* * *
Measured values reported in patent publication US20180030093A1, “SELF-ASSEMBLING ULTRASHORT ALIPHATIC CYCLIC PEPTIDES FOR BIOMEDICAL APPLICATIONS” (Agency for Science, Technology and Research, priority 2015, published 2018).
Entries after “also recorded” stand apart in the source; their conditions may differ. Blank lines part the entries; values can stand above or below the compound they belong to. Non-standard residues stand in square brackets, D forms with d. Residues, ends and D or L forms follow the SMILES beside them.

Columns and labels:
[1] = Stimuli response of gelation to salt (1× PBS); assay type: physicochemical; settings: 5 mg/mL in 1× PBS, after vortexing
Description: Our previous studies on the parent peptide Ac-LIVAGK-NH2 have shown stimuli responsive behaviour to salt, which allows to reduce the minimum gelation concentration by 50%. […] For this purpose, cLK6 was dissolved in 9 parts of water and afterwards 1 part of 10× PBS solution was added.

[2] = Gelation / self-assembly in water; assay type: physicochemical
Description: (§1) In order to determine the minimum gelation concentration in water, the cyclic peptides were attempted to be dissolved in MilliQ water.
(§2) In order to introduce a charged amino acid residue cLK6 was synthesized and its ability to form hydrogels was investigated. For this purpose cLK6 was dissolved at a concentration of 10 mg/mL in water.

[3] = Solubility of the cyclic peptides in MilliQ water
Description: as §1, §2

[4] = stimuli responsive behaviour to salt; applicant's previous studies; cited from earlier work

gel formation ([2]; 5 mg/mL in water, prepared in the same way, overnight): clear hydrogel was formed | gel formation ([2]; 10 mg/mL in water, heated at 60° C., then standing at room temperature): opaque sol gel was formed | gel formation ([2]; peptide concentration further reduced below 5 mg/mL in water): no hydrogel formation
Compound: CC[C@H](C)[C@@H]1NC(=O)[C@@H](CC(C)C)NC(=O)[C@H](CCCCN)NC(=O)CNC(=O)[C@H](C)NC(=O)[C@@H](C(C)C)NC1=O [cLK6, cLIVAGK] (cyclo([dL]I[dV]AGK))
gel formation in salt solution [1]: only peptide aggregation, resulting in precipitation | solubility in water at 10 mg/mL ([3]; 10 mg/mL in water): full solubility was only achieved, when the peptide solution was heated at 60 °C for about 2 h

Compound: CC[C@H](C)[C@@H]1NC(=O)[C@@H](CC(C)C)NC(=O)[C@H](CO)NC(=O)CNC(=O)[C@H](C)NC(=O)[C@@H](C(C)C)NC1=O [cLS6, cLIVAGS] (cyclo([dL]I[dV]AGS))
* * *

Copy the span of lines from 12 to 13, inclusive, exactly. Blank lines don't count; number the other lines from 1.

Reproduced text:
gel formation ([2]; 5 mg/mL in water, prepared in the same way, overnight): clear hydrogel was formed | gel formation ([2]; 10 mg/mL in water, heated at 60° C., then standing at room temperature): opaque sol gel was formed | gel formation ([2]; peptide concentration further reduced below 5 mg/mL in water): no hydrogel formation
Compound: CC[C@H](C)[C@@H]1NC(=O)[C@@H](CC(C)C)NC(=O)[C@H](CCCCN)NC(=O)CNC(=O)[C@H](C)NC(=O)[C@@H](C(C)C)NC1=O [cLK6, cLIVAGK] (cyclo([dL]I[dV]AGK))